To coin a phrase…Stephen Moore jumps out front in the WSJ:
For those of us who can’t access the wall street journal can you give us a summary?
Try it this way:
It should be about the 2nd link as of right now and I think you will be able to view the entire article.
I guess the phrase has already been in existence, since there had been prior political discussion/debate about whether the mandate constitutes a tax; now that the impartial scotus has defined it as such, it’s all we’re gonna hear from the right…
To me the Obamacare tax will always be the sales tax on tanning salons. I still think that might cost him Jersey.
Meh, it probably has some legs as campaign rhetoric. But I’m kinda sceptical that the GOP will sweep into the Whitehouse due to anger over a small penalty some fraction of one-percent of the US population will actually end up paying.
They have to try to make lemons out of lemonade somehow, but the fact that the law was upheld puts a major dent in the “Obama is a failure” argument and I think it makes life harder for Romney because he’ll either have to take a harder line on it or say how he’d replace it.
Yep, I do think that while many voters have the memory of a goldfish, there are still many that will not forget that just yesterday Romney was saying that if the courts did strike down Obamacare that Obama just wasted and was a useless president for all these last 3 years.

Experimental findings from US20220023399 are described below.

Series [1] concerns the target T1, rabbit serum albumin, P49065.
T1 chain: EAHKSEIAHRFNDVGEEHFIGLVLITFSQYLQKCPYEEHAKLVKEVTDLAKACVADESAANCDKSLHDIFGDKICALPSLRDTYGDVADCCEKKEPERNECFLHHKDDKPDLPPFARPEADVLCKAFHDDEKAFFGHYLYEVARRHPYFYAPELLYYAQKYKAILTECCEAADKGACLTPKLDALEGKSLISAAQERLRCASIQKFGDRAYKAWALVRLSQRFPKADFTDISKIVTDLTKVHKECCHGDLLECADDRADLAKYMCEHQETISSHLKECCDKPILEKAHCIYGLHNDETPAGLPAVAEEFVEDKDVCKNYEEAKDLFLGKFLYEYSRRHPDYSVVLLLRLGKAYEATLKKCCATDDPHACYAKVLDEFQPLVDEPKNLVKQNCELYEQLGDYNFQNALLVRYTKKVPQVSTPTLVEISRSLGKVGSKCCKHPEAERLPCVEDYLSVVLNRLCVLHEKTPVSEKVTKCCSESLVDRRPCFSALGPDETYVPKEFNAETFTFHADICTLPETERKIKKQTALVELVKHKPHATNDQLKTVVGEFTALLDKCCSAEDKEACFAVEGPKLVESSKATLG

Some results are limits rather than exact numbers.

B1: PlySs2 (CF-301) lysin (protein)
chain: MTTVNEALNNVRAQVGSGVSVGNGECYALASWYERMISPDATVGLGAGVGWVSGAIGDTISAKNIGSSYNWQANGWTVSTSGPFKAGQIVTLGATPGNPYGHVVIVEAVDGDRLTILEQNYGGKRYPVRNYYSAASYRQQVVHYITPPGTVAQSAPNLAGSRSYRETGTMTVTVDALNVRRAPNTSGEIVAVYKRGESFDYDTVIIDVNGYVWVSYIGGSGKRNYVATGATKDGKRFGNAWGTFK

[Aside:] Now that gasoline prices are falling, I wonder why I do not see any Republicans congratulating Obama; after all, according to them, he was responsible for the gasoline prices.
Granted, I haven’t seen any of the Dopers that were saying it was a GOP and oil company conspiracy to unseat the Prez thanking our insidious plutocratic overlords for changing their minds.
I agree with this in principle but:
- Romney will gain a few votes from those that can’t stomach him but hate Obamacare even more.
- Romney will likely fall back on the GOP party line “tort reform + interstate competition is all we need to do”.
- Obama has a little club to smack Romney with in the debates: have him explain why he loved it in Massachusetts but has since disowned it.
- I’d have to say Tim “Obamneycare” Pawlenty’s VP stock has gone down. If your own running mate used to beat you up on how similar your plan was to Obama’s, you’ve got problems.
That’s because Obama only lowered the prices because it’s months out from the election and as soon as he frauds his way into the white house again he’s going to raise them again.
If the tax refers to the penalty for not having health insurance, I describe it here in another thread.
The rigorous analysis in the OP has convinced me. Of what, I am not sure.
He already has their votes.
Maybe. At this point that proposal seems even more insufficient than it did in the past. There are too many provisions of the health care law that people actually like.
Didn’t Pawlentry pull out of the VP search a few days ago? (Meaning they told him he was out and let him say ‘it’s OK, I didn’t want it anyhow.’)
Tax label is a small price to pay for survival of healthcare reform